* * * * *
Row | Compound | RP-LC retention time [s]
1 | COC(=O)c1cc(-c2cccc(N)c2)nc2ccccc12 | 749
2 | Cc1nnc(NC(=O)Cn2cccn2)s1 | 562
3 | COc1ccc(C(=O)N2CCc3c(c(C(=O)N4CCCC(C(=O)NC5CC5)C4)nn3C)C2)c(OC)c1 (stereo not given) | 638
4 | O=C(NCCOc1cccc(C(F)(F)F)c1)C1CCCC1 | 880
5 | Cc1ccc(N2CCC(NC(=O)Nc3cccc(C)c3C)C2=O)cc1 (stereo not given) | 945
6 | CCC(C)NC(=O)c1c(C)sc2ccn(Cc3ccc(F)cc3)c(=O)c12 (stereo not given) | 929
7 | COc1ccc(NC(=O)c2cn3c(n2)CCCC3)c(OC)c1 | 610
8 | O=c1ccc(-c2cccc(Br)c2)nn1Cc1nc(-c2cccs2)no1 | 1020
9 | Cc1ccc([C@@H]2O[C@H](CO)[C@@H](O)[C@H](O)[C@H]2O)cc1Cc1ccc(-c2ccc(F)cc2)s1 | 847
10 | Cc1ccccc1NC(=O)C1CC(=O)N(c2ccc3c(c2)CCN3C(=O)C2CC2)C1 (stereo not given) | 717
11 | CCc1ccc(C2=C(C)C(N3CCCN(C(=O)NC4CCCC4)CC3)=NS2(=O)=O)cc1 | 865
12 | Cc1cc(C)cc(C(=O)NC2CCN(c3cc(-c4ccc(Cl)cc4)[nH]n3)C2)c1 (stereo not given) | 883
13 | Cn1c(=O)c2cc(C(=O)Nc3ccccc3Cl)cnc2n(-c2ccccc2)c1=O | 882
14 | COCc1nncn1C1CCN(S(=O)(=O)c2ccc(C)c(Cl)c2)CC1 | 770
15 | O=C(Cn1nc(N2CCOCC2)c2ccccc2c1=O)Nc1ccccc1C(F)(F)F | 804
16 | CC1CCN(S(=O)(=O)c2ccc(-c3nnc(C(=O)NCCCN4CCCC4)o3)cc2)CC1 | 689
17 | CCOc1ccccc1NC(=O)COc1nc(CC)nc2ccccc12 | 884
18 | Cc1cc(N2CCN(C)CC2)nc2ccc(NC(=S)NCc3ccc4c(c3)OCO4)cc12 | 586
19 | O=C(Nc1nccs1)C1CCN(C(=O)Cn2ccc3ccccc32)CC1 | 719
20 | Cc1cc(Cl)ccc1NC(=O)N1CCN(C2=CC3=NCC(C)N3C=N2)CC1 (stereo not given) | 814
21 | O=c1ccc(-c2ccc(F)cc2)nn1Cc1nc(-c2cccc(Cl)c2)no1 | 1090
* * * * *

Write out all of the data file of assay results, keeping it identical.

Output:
Row | Compound | RP-LC retention time [s]
1 | COC(=O)c1cc(-c2cccc(N)c2)nc2ccccc12 | 749
2 | Cc1nnc(NC(=O)Cn2cccn2)s1 | 562
3 | COc1ccc(C(=O)N2CCc3c(c(C(=O)N4CCCC(C(=O)NC5CC5)C4)nn3C)C2)c(OC)c1 (stereo not given) | 638
4 | O=C(NCCOc1cccc(C(F)(F)F)c1)C1CCCC1 | 880
5 | Cc1ccc(N2CCC(NC(=O)Nc3cccc(C)c3C)C2=O)cc1 (stereo not given) | 945
6 | CCC(C)NC(=O)c1c(C)sc2ccn(Cc3ccc(F)cc3)c(=O)c12 (stereo not given) | 929
7 | COc1ccc(NC(=O)c2cn3c(n2)CCCC3)c(OC)c1 | 610
8 | O=c1ccc(-c2cccc(Br)c2)nn1Cc1nc(-c2cccs2)no1 | 1020
9 | Cc1ccc([C@@H]2O[C@H](CO)[C@@H](O)[C@H](O)[C@H]2O)cc1Cc1ccc(-c2ccc(F)cc2)s1 | 847
10 | Cc1ccccc1NC(=O)C1CC(=O)N(c2ccc3c(c2)CCN3C(=O)C2CC2)C1 (stereo not given) | 717
11 | CCc1ccc(C2=C(C)C(N3CCCN(C(=O)NC4CCCC4)CC3)=NS2(=O)=O)cc1 | 865
12 | Cc1cc(C)cc(C(=O)NC2CCN(c3cc(-c4ccc(Cl)cc4)[nH]n3)C2)c1 (stereo not given) | 883
13 | Cn1c(=O)c2cc(C(=O)Nc3ccccc3Cl)cnc2n(-c2ccccc2)c1=O | 882
14 | COCc1nncn1C1CCN(S(=O)(=O)c2ccc(C)c(Cl)c2)CC1 | 770
15 | O=C(Cn1nc(N2CCOCC2)c2ccccc2c1=O)Nc1ccccc1C(F)(F)F | 804
16 | CC1CCN(S(=O)(=O)c2ccc(-c3nnc(C(=O)NCCCN4CCCC4)o3)cc2)CC1 | 689
17 | CCOc1ccccc1NC(=O)COc1nc(CC)nc2ccccc12 | 884
18 | Cc1cc(N2CCN(C)CC2)nc2ccc(NC(=S)NCc3ccc4c(c3)OCO4)cc12 | 586
19 | O=C(Nc1nccs1)C1CCN(C(=O)Cn2ccc3ccccc32)CC1 | 719
20 | Cc1cc(Cl)ccc1NC(=O)N1CCN(C2=CC3=NCC(C)N3C=N2)CC1 (stereo not given) | 814
21 | O=c1ccc(-c2ccc(F)cc2)nn1Cc1nc(-c2cccc(Cl)c2)no1 | 1090